Johannes Gutenberg (c. 1397–1468)
This is the last printed Initial Reports volume in the Proceedings of the Ocean Drilling Program series. We therefore dedicate the Leg 175 Initial Reports to the memory of Johannes Gutenberg (c. 1397–1468), whose inventions changed the world through the dissemination of knowledge and ideas.
Johannes Gutenberg was born into a patrician family in the city of Mainz, Germany. His excellent education afforded him great professional opportunities, but he chose to work with his hands: Gutenberg’s early training was in goldsmithing.
Gutenberg had the idea of utilizing metalworking techniques, such as casting, punch-cutting, and stamping, for the mass production of books. European books at that time were handwritten by scribes in a Gothic script with many flourishes and embellishments. To reproduce this "look," Gutenberg fashioned a font with over 300 characters, far larger than the fonts of today. To make this possible, he invented the variable-width mold and perfected a blend of lead, antimony, and tin that is used by type foundries up to the present century.
Many years of Gutenberg’s life are lost to history, but in 1428, he moved to Strasbourg for political reasons, where he remained for more than 20 years. By 1450 he was back in Mainz at work on a printing press. Between 1450 and 1455, while preparing to produce a large folio Latin Bible, Gutenberg is thought to have printed a number of smaller books, a calendar, and a papal Letter of Indulgence. The Gutenberg Bible, or The Bible of 42 Lines, consists of 1232 folio pages, with two columns to a page and 42 lines to a column, and is the oldest surviving printed book in the western world. The edition counted one to 200 copies and was printed partly on paper, partly on parchment.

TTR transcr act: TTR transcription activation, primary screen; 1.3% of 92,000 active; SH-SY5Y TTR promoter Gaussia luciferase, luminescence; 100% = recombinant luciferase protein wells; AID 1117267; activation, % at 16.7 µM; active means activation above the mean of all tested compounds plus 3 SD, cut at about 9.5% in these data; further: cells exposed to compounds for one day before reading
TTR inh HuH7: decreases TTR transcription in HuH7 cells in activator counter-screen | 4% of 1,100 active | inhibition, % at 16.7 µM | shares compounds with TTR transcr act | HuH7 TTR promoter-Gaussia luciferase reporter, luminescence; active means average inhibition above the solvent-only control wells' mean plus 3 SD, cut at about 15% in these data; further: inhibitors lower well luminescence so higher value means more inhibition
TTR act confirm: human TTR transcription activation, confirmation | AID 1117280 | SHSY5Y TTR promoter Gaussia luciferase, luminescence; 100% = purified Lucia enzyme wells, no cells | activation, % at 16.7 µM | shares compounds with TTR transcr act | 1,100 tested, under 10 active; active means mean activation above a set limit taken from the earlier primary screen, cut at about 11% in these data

Apparently, Gutenberg’s inventive powers were more impressive than his business acumen. The printer had to borrow extensively to fund his vision. A loan made by the merchant Johann Fust was secured by a mortgage on Gutenberg’s equipment. When Gutenberg could not make the payments, his books and tools were forfeited, and book publishing entered its first crisis. Little is known about Gutenberg’s later years. After printing his Gutenberg Bible, he drifted into history’s shadows. He died in 1468 and was buried in the Franciscan church in Mainz.1
1Sanborn, Michael, 1995, "Graphion’s Online Type Museum", is gratefully acknowledged for portions of this text.